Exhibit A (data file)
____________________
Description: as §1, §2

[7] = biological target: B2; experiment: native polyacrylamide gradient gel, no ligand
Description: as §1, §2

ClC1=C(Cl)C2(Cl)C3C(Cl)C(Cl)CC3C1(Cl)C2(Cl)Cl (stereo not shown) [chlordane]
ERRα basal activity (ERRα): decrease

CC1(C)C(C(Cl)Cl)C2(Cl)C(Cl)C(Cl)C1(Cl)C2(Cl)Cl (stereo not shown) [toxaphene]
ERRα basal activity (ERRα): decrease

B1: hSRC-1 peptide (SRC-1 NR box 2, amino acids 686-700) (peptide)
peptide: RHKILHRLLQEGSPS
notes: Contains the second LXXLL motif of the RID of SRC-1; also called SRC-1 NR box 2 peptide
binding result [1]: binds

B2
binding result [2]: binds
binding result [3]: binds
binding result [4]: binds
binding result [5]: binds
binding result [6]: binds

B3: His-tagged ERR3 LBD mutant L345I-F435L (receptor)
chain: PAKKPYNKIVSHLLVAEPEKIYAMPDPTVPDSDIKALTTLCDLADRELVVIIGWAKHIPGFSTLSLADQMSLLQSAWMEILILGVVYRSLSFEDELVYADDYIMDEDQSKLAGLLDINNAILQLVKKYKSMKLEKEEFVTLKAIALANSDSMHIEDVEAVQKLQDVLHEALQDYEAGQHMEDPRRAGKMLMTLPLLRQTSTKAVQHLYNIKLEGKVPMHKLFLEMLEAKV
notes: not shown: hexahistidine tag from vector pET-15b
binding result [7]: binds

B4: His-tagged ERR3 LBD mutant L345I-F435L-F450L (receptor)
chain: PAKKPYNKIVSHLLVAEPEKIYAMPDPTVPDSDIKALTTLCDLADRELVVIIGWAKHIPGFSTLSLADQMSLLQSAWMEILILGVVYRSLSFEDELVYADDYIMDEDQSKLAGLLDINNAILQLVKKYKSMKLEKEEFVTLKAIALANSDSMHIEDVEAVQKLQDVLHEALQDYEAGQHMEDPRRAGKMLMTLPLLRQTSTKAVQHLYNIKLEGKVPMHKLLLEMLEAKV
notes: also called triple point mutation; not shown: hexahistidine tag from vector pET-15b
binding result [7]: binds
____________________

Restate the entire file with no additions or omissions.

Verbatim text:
Description: as §1, §2

[7] = biological target: B2; experiment: native polyacrylamide gradient gel, no ligand
Description: as §1, §2

ClC1=C(Cl)C2(Cl)C3C(Cl)C(Cl)CC3C1(Cl)C2(Cl)Cl (stereo not shown) [chlordane]
ERRα basal activity (ERRα): decrease

CC1(C)C(C(Cl)Cl)C2(Cl)C(Cl)C(Cl)C1(Cl)C2(Cl)Cl (stereo not shown) [toxaphene]
ERRα basal activity (ERRα): decrease

B1: hSRC-1 peptide (SRC-1 NR box 2, amino acids 686-700) (peptide)
peptide: RHKILHRLLQEGSPS
notes: Contains the second LXXLL motif of the RID of SRC-1; also called SRC-1 NR box 2 peptide
binding result [1]: binds

B2
binding result [2]: binds
binding result [3]: binds
binding result [4]: binds
binding result [5]: binds
binding result [6]: binds

B3: His-tagged ERR3 LBD mutant L345I-F435L (receptor)
chain: PAKKPYNKIVSHLLVAEPEKIYAMPDPTVPDSDIKALTTLCDLADRELVVIIGWAKHIPGFSTLSLADQMSLLQSAWMEILILGVVYRSLSFEDELVYADDYIMDEDQSKLAGLLDINNAILQLVKKYKSMKLEKEEFVTLKAIALANSDSMHIEDVEAVQKLQDVLHEALQDYEAGQHMEDPRRAGKMLMTLPLLRQTSTKAVQHLYNIKLEGKVPMHKLFLEMLEAKV
notes: not shown: hexahistidine tag from vector pET-15b
binding result [7]: binds

B4: His-tagged ERR3 LBD mutant L345I-F435L-F450L (receptor)
chain: PAKKPYNKIVSHLLVAEPEKIYAMPDPTVPDSDIKALTTLCDLADRELVVIIGWAKHIPGFSTLSLADQMSLLQSAWMEILILGVVYRSLSFEDELVYADDYIMDEDQSKLAGLLDINNAILQLVKKYKSMKLEKEEFVTLKAIALANSDSMHIEDVEAVQKLQDVLHEALQDYEAGQHMEDPRRAGKMLMTLPLLRQTSTKAVQHLYNIKLEGKVPMHKLLLEMLEAKV
notes: also called triple point mutation; not shown: hexahistidine tag from vector pET-15b
binding result [7]: binds